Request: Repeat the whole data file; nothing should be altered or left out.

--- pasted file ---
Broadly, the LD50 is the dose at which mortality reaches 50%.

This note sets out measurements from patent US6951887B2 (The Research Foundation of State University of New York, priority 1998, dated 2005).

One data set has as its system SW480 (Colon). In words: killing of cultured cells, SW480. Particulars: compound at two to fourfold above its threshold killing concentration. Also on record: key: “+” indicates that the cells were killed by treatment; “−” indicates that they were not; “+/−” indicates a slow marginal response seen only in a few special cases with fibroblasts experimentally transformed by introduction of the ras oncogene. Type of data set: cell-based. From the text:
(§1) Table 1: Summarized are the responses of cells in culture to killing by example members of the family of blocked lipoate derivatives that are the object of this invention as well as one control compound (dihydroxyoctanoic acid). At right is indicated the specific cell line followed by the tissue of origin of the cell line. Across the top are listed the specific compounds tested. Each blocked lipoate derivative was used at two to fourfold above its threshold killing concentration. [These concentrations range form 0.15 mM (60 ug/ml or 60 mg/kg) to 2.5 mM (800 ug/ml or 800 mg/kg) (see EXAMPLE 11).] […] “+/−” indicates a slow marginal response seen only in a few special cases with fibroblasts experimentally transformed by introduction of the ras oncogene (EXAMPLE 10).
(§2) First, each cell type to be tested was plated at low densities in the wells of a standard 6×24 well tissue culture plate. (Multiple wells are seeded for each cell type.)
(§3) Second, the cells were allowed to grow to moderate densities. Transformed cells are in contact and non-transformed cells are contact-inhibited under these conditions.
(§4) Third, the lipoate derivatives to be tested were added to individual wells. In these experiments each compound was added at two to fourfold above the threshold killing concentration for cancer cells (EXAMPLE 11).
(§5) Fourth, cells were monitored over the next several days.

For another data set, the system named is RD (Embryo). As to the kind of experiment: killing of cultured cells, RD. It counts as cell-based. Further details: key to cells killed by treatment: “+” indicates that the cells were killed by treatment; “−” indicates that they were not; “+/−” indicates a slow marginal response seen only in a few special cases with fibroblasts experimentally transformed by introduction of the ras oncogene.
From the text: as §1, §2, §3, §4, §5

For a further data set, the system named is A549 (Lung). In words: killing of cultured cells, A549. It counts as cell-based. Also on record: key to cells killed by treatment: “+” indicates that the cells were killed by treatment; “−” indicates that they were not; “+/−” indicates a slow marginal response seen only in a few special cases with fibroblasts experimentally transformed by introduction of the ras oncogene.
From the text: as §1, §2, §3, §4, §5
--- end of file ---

Broadly, the LD50 is the dose at which mortality reaches 50%.

This note sets out measurements from patent US6951887B2 (The Research Foundation of State University of New York, priority 1998, dated 2005).

One data set has as its system SW480 (Colon). In words: killing of cultured cells, SW480. Particulars: compound at two to fourfold above its threshold killing concentration. Also on record: key: “+” indicates that the cells were killed by treatment; “−” indicates that they were not; “+/−” indicates a slow marginal response seen only in a few special cases with fibroblasts experimentally transformed by introduction of the ras oncogene. Type of data set: cell-based. From the text:
(§1) Table 1: Summarized are the responses of cells in culture to killing by example members of the family of blocked lipoate derivatives that are the object of this invention as well as one control compound (dihydroxyoctanoic acid). At right is indicated the specific cell line followed by the tissue of origin of the cell line. Across the top are listed the specific compounds tested. Each blocked lipoate derivative was used at two to fourfold above its threshold killing concentration. [These concentrations range form 0.15 mM (60 ug/ml or 60 mg/kg) to 2.5 mM (800 ug/ml or 800 mg/kg) (see EXAMPLE 11).] […] “+/−” indicates a slow marginal response seen only in a few special cases with fibroblasts experimentally transformed by introduction of the ras oncogene (EXAMPLE 10).
(§2) First, each cell type to be tested was plated at low densities in the wells of a standard 6×24 well tissue culture plate. (Multiple wells are seeded for each cell type.)
(§3) Second, the cells were allowed to grow to moderate densities. Transformed cells are in contact and non-transformed cells are contact-inhibited under these conditions.
(§4) Third, the lipoate derivatives to be tested were added to individual wells. In these experiments each compound was added at two to fourfold above the threshold killing concentration for cancer cells (EXAMPLE 11).
(§5) Fourth, cells were monitored over the next several days.

For another data set, the system named is RD (Embryo). As to the kind of experiment: killing of cultured cells, RD. It counts as cell-based. Further details: key to cells killed by treatment: “+” indicates that the cells were killed by treatment; “−” indicates that they were not; “+/−” indicates a slow marginal response seen only in a few special cases with fibroblasts experimentally transformed by introduction of the ras oncogene.
From the text: as §1, §2, §3, §4, §5

For a further data set, the system named is A549 (Lung). In words: killing of cultured cells, A549. It counts as cell-based. Also on record: key to cells killed by treatment: “+” indicates that the cells were killed by treatment; “−” indicates that they were not; “+/−” indicates a slow marginal response seen only in a few special cases with fibroblasts experimentally transformed by introduction of the ras oncogene.
From the text: as §1, §2, §3, §4, §5